Postcard From The Backbone Of The Continent: Days Of Discovery At Glacier National Park
Editor's note: Ashley Alvarez an intern with the Student Conservation Association, spent her summer working in Glacier National Park in Montana. Through the SCA, high school and college students get to work in national parks and on other public lands in various roles. For Ms. Alvarez, her assignment at Glacier was interpretation. Here's her story.
My heart nearly stopped when I received the internship offer from the lead interpretive ranger at Glacier National Park. My first question, of course, was “Where’s that?”
As a Floridian, I had never heard of this Glacier and could not believe I would be heading to Montana. Beyond that, I had no idea what an interpretive ranger was. I had never taken any related courses beyond public speaking and I wasn’t exactly fond of talking to large groups of people. However, there was no way that I was going to turn down the offer of a lifetime, so I packed up my bags and headed north to the “Backbone of the Continent” to begin my internship with the Student Conservation Association.
Before I knew it, training was in full swing and I was getting to know not only the beauty of Glacier Park, but all the wonderful people who I’d work with through the summer. Friendships were made very quickly and weekend hiking groups were formed within days. My first few weeks consisted of this: training and hiking.
Then things got a bit more serious in terms of creating outlines and programs that would ultimately become our ranger talks. I was responsible for developing a series of interpretive programs, ranging from 15 to 45 minutes in length. The first was for a boat tour along upper St. Mary Lake, the second-largest lake in the park, and I decided on a theme of natural beauty and power which allowed me to cover a broad range of topics, from the glacially-carved mountains to the burnt forests.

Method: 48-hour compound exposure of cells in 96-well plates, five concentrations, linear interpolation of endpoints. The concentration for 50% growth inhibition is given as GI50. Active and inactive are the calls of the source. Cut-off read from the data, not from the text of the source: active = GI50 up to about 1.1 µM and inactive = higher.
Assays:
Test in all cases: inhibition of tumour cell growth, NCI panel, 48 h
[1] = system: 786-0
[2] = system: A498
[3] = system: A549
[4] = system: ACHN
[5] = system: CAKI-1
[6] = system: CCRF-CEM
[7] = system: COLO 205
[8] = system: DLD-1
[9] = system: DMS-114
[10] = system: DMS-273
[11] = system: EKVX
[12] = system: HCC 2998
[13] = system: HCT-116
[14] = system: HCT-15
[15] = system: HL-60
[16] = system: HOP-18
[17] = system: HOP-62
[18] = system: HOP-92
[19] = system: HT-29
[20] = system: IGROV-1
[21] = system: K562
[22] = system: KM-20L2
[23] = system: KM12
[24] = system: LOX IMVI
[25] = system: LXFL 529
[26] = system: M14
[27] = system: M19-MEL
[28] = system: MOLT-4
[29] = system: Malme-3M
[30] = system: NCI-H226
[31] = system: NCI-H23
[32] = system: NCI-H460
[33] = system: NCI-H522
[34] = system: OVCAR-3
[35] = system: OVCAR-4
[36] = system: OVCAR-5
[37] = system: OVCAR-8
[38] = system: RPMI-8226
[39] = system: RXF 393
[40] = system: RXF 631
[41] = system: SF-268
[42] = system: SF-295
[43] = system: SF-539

From Boats To Hikes
After docking at Baring Falls, I started my next program: a three-mile guided hike to St. Mary Falls, a beautiful, glacially-fed waterfall. On this tour, I also concentrated on natural beauty, but more along the lines of “here’s what you’re seeing.” I would make periodic stops along the route to focus on topics such as glaciers, wildflowers, wildlife, and geological features. Out of all the programs, this was my favorite. I was able to talk more one-on-one with visitors and truly create those emotional and intellectual connections expected of interpretive rangers.
My next, and most important, program was an evening campfire ranger talk that took place at a campground called Rising Sun. I talked about the diversity of Glacier’s habitats as well as some of the more celebrated wildlife that call those habitats home. This talk was the most challenging, but also the most rewarding. I found that I could effectively speak to a large group of people, keep their attention and at the same time educate them on important issues such as climate change, wildlife safety, and natural history. And having Junior Rangers in the audience always made my night!
In addition to presenting these programs, I also worked in the visitor centers at both St. Mary and Logan Pass. I believe that rangers play a crucial role in these posts, as most visitors head straight in from the parking lot to ask about popular day hikes, camping spots, where to drive, where to eat, how to see wildlife, etc. And although it may become tiring answering the same questions hundreds of times a day with a smile, it is essential to understand that for the visitor, it’s their first time asking it.
Remember, We're Just Renting The Earth
I was surprised at how easy it was relating to park visitors. Being from the outskirts of Orlando and seeing Glacier for the first time myself, I was able to connect with many people on their level as “first timers.” That bond was awesome for sharing the natural wonders of the park as not just beautiful landscapes for photographs, but significant habitats for endangered and protected wildlife. Using interpretive tools such as stories, props, pictures, and firsthand experiences, I hope that I was able to fulfill my duty and send a few folks back home with something to think about.
As a child, I was always instilled with the idea that we are merely renters of this Earth. That though we have the capabilities to build, create, and expand, we must set aside and conserve as much wilderness as possible for the wildlife and for future generations to appreciate. Therefore, wearing the National Park Service arrowhead logo on my sleeve was an honor and a role that I took very seriously. Serving as an interpretive ranger was a defining event in my life. I could not have imagined that I would grow as much as I did both professionally and personally.
My SCA internship will always hold a dear place in my memories and Glacier National Park will always have a piece of my heart. Even if just for three short months, I was part of something far bigger than myself; I was part of a 100-year-old tradition in educating people from all around the world of the importance of our National Park System and the preservation of our last remaining wild lands.